Clonezilla is a free to use disk imaging and cloning tool, it is different to similar products in that it runs via a live CD / live USB and is not installed as an application within Windows.
Google Drive is a free to use cloud storage service which offers users built-in productivity tools, a desktop synchronisation client, link sharing, online collaboration and much, much more.
The basic account provides 15GB of free storage whilst premium upgrades can be made via the Google One service which provides a minimum of 100GB of cloud storage for as little as $1.99 / month.
- Very easy to use, web-based interface
- Access to the Google Docs Suite (now Google Workspace)
- All Google accounts provide 15GB of free storage
- Amazing value on premium plans (100GB of storage is only $19.99 / year)
- Up to 30 days unlimited file versioning (premium plans only)
- Desktop software available for Windows and Mac
- Great file sharing and collaboration functionality
- Smartphone apps for iOS and Android
- No Integration with other cloud providers (e.g. Dropbox)
- No user-defined, zero knowledge encryption
Signing-up for Google Drive
Signing up for Google Drive is quick and easy, if you already use Gmail (or any other service requiring a Google account) then you will already have a 15GB storage pool allocated to you and can start using Google Drive straight away!
If you don’t have a Google account you can sign-up for one at the Google Drive sign-up page, this process is quick and easy and within a couple of minutes you should have everything you need to get started with Google Drive.
Installing and using the Google Drive Windows Client (Backup and Sync)
Once signed-up for a Google account and logged into the Google Drive webpage, we can begin the process of downloading the Google Drive Windows app and then configure our PC for desktop backup and synchronisation.
As can be seen above, the Windows client software can be downloaded via the “gear menu” found at the top right of the Google Drive web interface. At just over 1MB the installer is very lightweight and I had downloaded it in just a few seconds.
Once downloaded and set running, the installer will then start to download the Drive software itself, this adds a few minutes to the install (about 4 minutes on my modest PC in total).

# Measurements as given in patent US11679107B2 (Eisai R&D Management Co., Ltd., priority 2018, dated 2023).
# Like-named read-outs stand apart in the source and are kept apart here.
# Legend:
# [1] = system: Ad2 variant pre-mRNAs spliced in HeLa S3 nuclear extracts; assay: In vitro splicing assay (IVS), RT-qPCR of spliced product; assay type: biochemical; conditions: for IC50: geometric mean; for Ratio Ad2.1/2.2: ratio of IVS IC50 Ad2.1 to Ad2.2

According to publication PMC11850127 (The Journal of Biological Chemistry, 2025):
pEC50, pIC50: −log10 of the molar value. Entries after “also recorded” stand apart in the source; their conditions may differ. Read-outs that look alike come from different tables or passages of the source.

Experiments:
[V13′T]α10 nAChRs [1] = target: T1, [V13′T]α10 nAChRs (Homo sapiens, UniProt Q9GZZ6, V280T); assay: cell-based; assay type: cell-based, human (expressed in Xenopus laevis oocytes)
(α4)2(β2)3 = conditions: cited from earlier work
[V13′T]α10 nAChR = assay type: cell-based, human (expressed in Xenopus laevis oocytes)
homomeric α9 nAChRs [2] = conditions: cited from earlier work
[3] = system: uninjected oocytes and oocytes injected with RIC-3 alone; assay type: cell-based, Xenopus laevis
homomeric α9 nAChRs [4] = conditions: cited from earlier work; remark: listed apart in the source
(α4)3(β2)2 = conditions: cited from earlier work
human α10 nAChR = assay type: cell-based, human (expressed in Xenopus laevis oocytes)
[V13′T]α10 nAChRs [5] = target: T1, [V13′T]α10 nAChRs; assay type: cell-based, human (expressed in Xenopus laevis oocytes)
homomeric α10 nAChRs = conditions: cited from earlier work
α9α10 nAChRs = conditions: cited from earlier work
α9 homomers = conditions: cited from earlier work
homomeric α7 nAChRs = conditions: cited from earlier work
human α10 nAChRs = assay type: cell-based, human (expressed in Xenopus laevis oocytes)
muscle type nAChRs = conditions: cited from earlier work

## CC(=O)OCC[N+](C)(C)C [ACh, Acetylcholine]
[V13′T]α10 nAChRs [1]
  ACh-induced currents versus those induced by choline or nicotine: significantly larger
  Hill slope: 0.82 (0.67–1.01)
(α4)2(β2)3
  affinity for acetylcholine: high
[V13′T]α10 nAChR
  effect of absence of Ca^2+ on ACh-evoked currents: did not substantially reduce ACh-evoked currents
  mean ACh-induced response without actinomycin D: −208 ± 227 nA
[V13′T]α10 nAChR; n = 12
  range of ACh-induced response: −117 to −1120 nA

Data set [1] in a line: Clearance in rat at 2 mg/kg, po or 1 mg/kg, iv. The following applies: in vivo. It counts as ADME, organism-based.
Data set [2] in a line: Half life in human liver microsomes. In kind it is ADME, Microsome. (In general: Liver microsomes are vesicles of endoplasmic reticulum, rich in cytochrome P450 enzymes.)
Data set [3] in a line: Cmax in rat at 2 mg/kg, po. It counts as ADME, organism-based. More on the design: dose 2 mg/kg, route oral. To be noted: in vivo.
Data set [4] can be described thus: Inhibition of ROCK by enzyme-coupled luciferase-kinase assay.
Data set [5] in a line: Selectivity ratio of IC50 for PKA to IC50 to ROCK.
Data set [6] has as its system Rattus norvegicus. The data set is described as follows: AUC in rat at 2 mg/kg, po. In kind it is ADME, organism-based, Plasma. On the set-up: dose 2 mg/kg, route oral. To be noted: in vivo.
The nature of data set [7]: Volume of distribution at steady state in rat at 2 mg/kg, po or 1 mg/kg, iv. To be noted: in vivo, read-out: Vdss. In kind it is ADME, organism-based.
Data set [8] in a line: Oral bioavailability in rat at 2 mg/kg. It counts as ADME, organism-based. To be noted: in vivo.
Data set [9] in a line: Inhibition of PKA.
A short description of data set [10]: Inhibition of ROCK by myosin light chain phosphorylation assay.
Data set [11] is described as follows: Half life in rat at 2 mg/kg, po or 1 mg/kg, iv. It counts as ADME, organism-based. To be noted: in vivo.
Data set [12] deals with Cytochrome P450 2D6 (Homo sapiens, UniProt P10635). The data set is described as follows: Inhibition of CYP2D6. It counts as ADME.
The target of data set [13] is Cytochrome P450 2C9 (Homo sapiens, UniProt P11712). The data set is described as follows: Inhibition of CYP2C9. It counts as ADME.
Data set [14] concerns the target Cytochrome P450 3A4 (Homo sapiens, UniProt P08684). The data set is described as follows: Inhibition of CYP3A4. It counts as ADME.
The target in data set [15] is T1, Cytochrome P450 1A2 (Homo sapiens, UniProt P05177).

Once the install is complete we will see a welcome splash screen which guides us through logging in and making some basic configuration decisions as to what we would like to backup and synchronise with our Google Drive account.
One of the first things we must do whilst following this introduction screen is log into our Google account, this allows the device to be authenticated with our Google Drive service. The remaining parts of this set-up screen involve setting up the synchronisation and backup so I will look at them in the next section.
Backup and Synchronisation with Google Drive
Now that Google backup and Sync is installed on our PC we are ready to configure it for both synchronisation and backing up of our files, this process begins straight after the software is installed using the guided set-up screen as was briefly seen in the last section.
The “My PC” screen (as can be seen above) is where we can initially start configuring this backup and synchronisation. It should be noted that Google refer to this as “backup up”, but the absence of any historic file versioning means this is essentially, in effect, just file synchronisation we have here and not a substantial backup.
The first part of the above screen is where we set the folders we would like to synchronise with Google Drive, as can be seen below, the software provides us with some default options or we can add other specified files and folders should we so wish.